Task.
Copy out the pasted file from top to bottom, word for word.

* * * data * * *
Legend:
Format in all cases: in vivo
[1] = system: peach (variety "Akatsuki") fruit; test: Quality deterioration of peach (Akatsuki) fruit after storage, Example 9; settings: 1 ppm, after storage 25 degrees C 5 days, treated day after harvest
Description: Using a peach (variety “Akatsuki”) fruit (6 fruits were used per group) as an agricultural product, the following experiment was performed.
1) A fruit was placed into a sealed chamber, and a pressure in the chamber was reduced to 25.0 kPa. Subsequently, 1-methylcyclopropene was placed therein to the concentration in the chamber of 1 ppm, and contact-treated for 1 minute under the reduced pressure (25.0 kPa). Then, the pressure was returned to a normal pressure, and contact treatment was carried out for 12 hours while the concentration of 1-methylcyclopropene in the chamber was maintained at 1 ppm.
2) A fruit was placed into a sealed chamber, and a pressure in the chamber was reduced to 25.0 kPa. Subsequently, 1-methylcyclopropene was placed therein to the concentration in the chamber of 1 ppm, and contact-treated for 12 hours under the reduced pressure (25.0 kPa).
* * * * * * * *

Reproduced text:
Legend:
Format in all cases: in vivo
[1] = system: peach (variety "Akatsuki") fruit; test: Quality deterioration of peach (Akatsuki) fruit after storage, Example 9; settings: 1 ppm, after storage 25 degrees C 5 days, treated day after harvest
Description: Using a peach (variety “Akatsuki”) fruit (6 fruits were used per group) as an agricultural product, the following experiment was performed.
1) A fruit was placed into a sealed chamber, and a pressure in the chamber was reduced to 25.0 kPa. Subsequently, 1-methylcyclopropene was placed therein to the concentration in the chamber of 1 ppm, and contact-treated for 1 minute under the reduced pressure (25.0 kPa). Then, the pressure was returned to a normal pressure, and contact treatment was carried out for 12 hours while the concentration of 1-methylcyclopropene in the chamber was maintained at 1 ppm.
2) A fruit was placed into a sealed chamber, and a pressure in the chamber was reduced to 25.0 kPa. Subsequently, 1-methylcyclopropene was placed therein to the concentration in the chamber of 1 ppm, and contact-treated for 12 hours under the reduced pressure (25.0 kPa).